The Water Security Agency (WSA) in Saskatchewan  released the first results of its ongoing water quality testing on the North Saskatchewan River and Saskatchewan River systems as a result of the Husky oil spill.

The results show no exceedances of the Canadian Drinking Water Guidelines or the provincial drinking water standards. However, exceedances were found relative to the Canadian Protection of Aquatic Life Guidelines. One of the samples had an exceedance of toluene, and one sample had an exceedance of pyrene—a colourless persistent organic pollutant usually found as pale yellow crystals. Pyrene falls in the the category of polycyclic aromatic hydrocarbons (PAH) chemicals. The most serious environmental impact of BaP is its significant accumulation in organisms exposed to it.

This additional sampling will help WSA make an informed decision on when and what is required to turn on the water treatment plant intakes for the communities impacted downstream of the spill site.WSA is undertaking a water safety assessment to further evaluate water quality in order to reopen the intakes. Specifically, WSA has requested further data from Husky and other agencies involved in the technical working group specific to drinking water quality.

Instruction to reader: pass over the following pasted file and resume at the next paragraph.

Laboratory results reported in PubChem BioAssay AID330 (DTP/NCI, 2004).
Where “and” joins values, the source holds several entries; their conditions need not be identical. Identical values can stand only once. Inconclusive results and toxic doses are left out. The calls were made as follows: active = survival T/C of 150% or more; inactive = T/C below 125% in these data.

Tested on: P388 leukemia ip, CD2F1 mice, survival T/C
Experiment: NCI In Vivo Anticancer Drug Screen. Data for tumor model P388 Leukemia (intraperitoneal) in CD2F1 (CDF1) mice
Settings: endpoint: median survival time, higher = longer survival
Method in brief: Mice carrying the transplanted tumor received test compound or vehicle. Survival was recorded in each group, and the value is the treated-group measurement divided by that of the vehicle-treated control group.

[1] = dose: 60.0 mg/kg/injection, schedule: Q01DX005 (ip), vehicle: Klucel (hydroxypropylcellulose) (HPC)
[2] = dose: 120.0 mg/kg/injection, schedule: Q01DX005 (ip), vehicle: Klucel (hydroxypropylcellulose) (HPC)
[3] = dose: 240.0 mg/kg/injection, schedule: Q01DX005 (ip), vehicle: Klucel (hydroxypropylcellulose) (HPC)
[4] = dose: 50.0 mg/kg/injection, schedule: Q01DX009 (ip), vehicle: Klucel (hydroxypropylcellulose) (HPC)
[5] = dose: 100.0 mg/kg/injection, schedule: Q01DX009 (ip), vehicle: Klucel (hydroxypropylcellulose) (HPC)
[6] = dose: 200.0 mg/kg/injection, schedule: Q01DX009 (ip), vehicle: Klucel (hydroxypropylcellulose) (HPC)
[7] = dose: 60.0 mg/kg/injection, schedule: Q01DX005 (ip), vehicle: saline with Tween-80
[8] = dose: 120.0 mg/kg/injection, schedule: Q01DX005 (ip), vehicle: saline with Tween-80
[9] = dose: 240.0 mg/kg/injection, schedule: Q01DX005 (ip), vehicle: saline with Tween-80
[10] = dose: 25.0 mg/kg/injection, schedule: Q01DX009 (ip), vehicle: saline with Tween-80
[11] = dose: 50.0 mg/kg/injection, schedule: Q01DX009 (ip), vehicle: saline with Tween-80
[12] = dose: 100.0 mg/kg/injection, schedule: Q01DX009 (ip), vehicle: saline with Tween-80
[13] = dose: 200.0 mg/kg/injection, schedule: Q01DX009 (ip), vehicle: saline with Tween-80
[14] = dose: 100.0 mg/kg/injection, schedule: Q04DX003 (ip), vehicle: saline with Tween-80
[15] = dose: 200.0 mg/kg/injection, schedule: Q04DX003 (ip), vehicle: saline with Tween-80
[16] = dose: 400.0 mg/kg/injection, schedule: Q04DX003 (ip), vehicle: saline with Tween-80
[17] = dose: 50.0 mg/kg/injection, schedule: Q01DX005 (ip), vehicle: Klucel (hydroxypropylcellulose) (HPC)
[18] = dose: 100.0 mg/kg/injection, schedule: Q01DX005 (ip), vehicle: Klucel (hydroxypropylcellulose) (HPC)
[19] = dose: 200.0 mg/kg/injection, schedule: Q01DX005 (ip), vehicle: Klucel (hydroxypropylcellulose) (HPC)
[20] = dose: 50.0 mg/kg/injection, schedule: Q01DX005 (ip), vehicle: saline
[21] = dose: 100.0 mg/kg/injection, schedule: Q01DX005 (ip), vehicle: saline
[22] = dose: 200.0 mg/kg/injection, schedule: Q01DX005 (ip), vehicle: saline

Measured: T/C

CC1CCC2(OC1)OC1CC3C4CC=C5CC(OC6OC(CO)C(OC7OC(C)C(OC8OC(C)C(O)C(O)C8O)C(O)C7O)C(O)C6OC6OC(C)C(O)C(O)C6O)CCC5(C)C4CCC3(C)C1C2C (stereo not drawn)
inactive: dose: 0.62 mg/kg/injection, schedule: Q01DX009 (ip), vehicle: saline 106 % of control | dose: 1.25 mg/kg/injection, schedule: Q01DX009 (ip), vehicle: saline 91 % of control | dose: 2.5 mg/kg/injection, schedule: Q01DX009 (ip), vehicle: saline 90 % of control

The assessment, which is expected in the coming weeks, will allow the agency to evaluate the findings as part of the water safety assessment and make a decision on when the water intakes can be reopened.


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